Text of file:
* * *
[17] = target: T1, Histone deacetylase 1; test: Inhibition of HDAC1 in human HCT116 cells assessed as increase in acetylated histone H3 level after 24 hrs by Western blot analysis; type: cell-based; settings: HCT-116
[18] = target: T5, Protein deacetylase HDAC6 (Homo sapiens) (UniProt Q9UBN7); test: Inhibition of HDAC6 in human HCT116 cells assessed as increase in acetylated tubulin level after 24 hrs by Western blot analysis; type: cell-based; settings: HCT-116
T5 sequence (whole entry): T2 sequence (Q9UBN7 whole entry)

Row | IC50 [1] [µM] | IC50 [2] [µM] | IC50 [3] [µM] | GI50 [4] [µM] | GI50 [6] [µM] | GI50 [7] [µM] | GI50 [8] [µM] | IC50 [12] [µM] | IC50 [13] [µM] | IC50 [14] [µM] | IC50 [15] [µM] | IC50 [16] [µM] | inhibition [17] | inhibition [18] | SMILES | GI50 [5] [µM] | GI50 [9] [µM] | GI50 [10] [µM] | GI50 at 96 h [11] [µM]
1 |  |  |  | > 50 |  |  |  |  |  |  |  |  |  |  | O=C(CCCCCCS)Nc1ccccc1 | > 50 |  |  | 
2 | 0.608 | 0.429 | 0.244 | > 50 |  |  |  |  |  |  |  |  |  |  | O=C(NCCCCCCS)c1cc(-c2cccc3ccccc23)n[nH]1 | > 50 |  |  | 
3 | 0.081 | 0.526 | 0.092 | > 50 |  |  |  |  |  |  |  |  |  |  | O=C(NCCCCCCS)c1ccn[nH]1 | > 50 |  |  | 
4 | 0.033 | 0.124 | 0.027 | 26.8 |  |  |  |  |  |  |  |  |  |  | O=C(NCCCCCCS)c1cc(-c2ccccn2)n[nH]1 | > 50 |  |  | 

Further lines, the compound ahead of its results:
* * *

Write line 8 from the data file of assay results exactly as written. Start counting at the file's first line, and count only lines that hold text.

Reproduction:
4 | 0.033 | 0.124 | 0.027 | 26.8 |  |  |  |  |  |  |  |  |  |  | O=C(NCCCCCCS)c1cc(-c2ccccn2)n[nH]1 | > 50 |  |  | 